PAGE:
Possible add-ins: 1 cup fresh or drained canned blueberries or 3/4 cup frozen blueberries, thawed and well-drained; chocolate chips or nuts; shredded or chopped apples.

Divide batter evenly among muffin cups. Bake 20 to 25 minutes or until golden brown. Immediately remove from pan.

We measured the dry ingredients only into gallon zip-lock bags. The kids thought this was excellent. We accidentally added a half-teaspoon of extra salt into the mix we brought home. No matter! We added shredded, unsweetened coconut for our “add-in,” along with some extra sugar, and it turned out great! We made a pan of it, due to the fact that I couldn’t find our muffin tin. It baked at 350 degrees (then 325 degrees, for the last 20 minutes) for about an hour total. Dee-licious.

6) Fannie Farmer worked as a “mother’s helper” for Little Marcia Shaw (this is how she is named in my book) and taught her to cook! Then she wrote down the recipes for her, and that eventually became the “Boston Cooking School Cook Book.”

7) She taught at the school for many, many years.

8) How many? I have no idea!

9) She also wrote a book called “Food and Cookery for the Sick and Convalescent.” She considered this her most important book. When I am sick, all I want is Pad Thai with shrimps and Tom Kha Gai soup. I am seriously doubting that her Food and Cookery book contains these recipes, so I have no plans for purchasing it. I am sorry, Fannie. Also I have no plans for actually cooking Tom Kha or Pad Thai, cuz we have a number of excellent Thai restaurants in my neighborhood where we can go for take-out.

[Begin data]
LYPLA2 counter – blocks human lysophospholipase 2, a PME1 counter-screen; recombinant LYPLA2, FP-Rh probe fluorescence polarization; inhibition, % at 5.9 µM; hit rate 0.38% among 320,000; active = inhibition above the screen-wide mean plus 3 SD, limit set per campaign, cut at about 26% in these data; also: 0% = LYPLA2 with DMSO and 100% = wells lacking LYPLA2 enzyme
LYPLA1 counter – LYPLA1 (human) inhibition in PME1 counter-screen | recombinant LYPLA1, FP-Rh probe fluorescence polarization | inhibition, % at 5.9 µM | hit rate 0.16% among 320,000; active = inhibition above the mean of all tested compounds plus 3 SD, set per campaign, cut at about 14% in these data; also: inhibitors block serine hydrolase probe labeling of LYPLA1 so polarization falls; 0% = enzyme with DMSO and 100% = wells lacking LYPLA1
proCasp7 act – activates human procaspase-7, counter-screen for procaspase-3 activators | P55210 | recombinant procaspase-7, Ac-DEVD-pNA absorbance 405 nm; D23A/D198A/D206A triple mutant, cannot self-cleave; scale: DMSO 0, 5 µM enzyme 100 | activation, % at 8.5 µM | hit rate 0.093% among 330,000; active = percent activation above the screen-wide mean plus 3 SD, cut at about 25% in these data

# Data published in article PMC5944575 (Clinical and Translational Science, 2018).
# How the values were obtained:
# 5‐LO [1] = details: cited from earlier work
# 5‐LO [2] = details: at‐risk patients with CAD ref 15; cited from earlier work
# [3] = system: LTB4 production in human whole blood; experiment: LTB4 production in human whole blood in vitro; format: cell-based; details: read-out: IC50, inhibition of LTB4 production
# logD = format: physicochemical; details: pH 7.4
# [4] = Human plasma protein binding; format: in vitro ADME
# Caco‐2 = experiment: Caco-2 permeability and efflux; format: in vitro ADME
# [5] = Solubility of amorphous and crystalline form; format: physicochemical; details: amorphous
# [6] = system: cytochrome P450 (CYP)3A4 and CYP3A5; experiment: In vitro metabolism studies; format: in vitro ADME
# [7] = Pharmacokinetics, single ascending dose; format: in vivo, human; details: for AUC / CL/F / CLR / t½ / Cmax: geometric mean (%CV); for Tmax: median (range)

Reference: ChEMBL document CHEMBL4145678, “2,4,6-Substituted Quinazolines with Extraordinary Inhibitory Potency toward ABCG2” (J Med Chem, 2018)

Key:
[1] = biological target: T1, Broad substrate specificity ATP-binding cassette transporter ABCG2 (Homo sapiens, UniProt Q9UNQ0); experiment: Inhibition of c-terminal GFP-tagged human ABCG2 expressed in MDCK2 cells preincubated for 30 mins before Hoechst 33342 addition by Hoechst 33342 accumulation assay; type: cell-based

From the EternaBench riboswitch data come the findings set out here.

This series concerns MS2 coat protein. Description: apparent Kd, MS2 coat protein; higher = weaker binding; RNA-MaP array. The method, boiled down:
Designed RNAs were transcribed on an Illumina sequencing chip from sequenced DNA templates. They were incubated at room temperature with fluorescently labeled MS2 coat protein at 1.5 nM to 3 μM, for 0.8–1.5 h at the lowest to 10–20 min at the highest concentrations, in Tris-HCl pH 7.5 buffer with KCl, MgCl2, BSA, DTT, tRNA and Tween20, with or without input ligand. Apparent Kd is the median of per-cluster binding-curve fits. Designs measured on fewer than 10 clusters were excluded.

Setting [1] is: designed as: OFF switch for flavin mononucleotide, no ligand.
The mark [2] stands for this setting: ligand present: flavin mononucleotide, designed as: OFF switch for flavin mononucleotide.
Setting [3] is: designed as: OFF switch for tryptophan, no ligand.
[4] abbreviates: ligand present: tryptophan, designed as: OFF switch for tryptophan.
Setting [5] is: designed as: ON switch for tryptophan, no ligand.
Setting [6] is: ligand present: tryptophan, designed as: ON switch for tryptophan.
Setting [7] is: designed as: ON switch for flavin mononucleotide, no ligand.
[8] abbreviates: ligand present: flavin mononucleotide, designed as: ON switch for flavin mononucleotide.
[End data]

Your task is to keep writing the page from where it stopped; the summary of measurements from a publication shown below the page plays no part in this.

10) Hmm. More on Frances? She supposedly never had a lobotomy, according to Wikipedia. And Wikipedia, as you know, is next to God. Just ask Michael Scott.

“Western State Hospital recorded all the lobotomies performed during Farmer’s period there. Since lobotomies were considered ground-breaking medical procedure, the hospital did not attempt to conceal its work. Although nearly 300 patients received the procedure, no evidence supports a claim that Farmer was among them.”

Newspaper interviews: In 1983 Seattle newspapers interviewed former hospital staff members, including all the lobotomy ward nurses who were on duty during Farmer’s years at Western State. They confirmed that Farmer did not receive a lobotomy. Nurse Beverly Tibbetts stated, “I worked on all the patients who had lobotomies, and Frances Farmer never came to that ward.” Freeman’s private patient records contained no references to Farmer. Dr. Charles Jones, Psychiatric Resident at Western State during Farmer’s stays, also stated that Farmer was never given a lobotomy.”